Attorney General Menachem Mazuz recently ordered the police to open a criminal investigation against the New Profile organization - the first time a criminal probe has ever been launched against a group that encourages draft dodging.
The probe, launched in response to a request from the Israel Defense Forces, constitutes an intensification of the army's war on draft dodging. It was prompted by concern over the growing extent of this phenomenon. Military Advocate General Brig. Gen. Avichai Mendelblit asked Mazuz to order the probe in February, and earlier this month, Mazuz acceded to his request.
New Profile's Web site defines the group's purpose as supplying "detailed and reliable information about the procedures that enable one to obtain an exemption from military service," as well as "moral support" for those seeking such an exemption.
Under Israeli law, "incitement to draft dodging" is a crime in itself, though no group has ever before been investigated for this offense. In addition, however, New Profile is suspected of helping people secure exemptions fraudulently. "The severity of [New Profile's] incitement to draft evasion, which includes convincing [people] to obtain exemptions from service, necessitates opening up an investigation," Deputy Attorney General Shai Nitzan wrote in a statement informing Mendelblit of Mazuz's decision.
The main reason for the probe's launch is apparently the fact that New Profile's web site tells people what to say to IDF mental health officers to create the impression that they are psychologically unfit for service. In a document entitled "The goal: 21," it details various ways of getting army evaluators to assign the applicant a profile of 21, which is the IDF code for unfit to serve. Many teens say that such advice has helped them in obtaining draft exemptions.
Last summer, Defense Minister Ehud Barak and IDF Chief of Staff Gabi Ashkenazi declared war on draft evasion, in response to data showing that in 2007, almost 28 percent of all draft-age males would not be drafted. Since then, the IDF has tried various tactics: media campaigns aimed at increasing motivation to serve, closer cooperation with high schools and municipalities, and barring artists who did not serve from performing for the troops.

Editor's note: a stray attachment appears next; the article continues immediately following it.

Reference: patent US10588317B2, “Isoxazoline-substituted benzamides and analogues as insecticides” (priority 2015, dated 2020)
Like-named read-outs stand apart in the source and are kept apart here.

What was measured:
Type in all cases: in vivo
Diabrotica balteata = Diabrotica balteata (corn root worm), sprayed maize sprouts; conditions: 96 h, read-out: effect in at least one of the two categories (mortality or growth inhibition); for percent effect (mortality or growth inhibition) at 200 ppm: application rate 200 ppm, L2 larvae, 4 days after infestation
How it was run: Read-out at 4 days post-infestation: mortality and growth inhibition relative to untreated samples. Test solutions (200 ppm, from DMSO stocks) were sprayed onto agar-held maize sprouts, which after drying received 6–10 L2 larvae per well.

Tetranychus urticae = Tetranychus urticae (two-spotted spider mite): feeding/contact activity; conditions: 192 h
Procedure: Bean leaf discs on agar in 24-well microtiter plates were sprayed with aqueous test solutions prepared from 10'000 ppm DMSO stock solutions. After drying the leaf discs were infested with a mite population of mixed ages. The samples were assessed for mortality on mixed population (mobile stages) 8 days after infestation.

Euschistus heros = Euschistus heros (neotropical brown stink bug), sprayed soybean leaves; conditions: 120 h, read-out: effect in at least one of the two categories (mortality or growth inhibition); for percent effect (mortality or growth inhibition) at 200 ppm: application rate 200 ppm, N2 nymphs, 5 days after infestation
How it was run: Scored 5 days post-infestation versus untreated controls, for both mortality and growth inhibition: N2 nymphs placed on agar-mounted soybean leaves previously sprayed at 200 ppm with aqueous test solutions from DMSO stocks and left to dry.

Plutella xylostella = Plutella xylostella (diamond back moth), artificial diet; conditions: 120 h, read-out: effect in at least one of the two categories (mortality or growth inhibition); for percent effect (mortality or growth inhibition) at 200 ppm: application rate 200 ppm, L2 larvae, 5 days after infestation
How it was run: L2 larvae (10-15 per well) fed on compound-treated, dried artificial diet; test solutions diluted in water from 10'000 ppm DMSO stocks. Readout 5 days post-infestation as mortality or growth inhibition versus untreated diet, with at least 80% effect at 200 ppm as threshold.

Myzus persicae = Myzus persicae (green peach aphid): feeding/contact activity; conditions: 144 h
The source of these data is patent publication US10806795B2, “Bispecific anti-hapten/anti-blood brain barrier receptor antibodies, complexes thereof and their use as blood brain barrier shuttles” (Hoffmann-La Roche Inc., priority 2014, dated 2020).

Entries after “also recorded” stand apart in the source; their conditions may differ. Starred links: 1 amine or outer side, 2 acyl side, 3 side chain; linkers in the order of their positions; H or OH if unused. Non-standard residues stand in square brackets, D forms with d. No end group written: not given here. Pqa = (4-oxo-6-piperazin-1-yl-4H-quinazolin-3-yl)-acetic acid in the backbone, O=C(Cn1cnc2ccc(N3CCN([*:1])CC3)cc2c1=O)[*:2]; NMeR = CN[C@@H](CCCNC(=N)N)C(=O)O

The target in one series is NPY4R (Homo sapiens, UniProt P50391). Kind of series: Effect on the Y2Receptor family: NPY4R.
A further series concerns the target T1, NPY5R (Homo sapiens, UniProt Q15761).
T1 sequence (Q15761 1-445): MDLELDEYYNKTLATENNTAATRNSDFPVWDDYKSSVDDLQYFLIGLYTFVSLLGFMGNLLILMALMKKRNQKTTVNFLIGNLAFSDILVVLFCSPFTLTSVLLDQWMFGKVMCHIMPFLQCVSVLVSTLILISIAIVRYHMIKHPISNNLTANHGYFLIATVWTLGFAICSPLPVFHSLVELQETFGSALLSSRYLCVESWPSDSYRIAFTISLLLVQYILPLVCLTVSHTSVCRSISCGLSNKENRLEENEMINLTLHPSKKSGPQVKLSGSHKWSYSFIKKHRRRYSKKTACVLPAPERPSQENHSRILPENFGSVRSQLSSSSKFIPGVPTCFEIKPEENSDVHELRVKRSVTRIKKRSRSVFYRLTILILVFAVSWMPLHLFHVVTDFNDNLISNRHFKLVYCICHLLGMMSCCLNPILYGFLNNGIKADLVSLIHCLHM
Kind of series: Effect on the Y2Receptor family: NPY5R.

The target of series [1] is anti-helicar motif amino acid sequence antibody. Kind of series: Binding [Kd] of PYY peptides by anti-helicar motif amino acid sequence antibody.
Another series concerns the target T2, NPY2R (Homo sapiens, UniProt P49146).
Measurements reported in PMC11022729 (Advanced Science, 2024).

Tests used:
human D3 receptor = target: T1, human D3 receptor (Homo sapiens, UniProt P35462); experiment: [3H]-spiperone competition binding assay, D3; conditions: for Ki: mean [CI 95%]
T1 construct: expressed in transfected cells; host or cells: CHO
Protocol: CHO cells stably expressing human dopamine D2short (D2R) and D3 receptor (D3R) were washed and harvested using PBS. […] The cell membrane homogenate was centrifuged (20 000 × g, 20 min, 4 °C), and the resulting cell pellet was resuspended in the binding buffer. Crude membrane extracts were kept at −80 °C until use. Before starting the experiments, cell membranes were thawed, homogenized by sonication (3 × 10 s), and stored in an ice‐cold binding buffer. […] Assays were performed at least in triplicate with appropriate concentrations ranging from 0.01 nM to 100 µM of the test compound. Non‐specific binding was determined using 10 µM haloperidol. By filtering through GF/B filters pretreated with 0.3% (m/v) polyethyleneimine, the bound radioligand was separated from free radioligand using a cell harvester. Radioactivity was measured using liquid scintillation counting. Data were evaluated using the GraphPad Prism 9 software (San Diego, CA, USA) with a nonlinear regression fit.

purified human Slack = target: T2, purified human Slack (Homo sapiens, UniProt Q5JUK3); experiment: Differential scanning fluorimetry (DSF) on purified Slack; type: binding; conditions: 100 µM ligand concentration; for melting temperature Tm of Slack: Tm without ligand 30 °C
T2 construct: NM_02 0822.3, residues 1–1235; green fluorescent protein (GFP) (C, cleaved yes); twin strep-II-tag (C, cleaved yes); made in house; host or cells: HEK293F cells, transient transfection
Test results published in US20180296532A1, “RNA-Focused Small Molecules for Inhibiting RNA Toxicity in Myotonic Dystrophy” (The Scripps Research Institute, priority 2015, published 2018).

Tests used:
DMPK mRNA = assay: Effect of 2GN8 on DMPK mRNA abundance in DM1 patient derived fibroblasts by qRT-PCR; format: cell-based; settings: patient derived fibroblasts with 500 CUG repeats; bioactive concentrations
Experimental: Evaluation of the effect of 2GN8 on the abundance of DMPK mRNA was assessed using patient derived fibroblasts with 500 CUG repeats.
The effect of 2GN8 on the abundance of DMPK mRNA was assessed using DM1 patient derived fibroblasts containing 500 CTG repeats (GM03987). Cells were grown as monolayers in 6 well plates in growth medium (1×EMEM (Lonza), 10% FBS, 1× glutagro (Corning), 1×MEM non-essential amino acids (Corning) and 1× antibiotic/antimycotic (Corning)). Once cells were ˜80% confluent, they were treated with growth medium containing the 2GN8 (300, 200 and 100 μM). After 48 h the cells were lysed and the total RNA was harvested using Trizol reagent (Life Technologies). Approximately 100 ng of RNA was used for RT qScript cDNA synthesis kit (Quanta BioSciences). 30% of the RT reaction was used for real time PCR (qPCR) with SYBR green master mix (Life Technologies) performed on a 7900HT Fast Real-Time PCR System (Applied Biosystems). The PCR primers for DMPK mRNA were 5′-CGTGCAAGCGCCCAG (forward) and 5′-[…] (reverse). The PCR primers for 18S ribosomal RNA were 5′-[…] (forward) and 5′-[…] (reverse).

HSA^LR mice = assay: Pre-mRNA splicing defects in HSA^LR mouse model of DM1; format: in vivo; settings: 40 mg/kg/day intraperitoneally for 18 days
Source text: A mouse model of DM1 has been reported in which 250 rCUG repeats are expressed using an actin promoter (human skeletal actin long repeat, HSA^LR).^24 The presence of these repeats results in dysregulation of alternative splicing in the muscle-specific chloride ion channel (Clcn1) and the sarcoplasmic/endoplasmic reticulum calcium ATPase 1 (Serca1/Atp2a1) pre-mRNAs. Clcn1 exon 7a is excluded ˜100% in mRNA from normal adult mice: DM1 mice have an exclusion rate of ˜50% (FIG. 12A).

The IDF's Personnel Directorate claims that these efforts, coupled with a stricter attitude on the part of the army's mental health officers, have begun to bear fruit: This year, the proportion of draft-age males who obtained mental-health exemptions fell to 5.1 percent, from 5.5 percent last year, and the number of soldiers who obtained mental-health exemptions during their service also dropped.
Army sources expressed satisfaction with Mazuz's decision. "Thorough legal treatment of this movement is very important to deter evaders and those who urge them to evade," explained one.
IDF Spokesman Avi Benayahu termed the decision "another important step" in the war on draft dodging. This war, he added, "must be a joint effort by the IDF, the state authorities and Israeli society in general."
Yuval Azoulay adds: Sergei Sandler, one of New Profile's leaders, said in response: "Our activity is completely legal. We give information to young people about to be drafted about the various procedures open to them, which the army obviously has an interest in hiding. The decision to open an investigation against New Profile contains an element of persecution. Every such decision is ultimately a political decision aimed at shutting our mouths and protecting a certain kind of social order. But if they want to investigate, let them. Our activity is legal; we don't encourage fraud; and we're proud of our activity."
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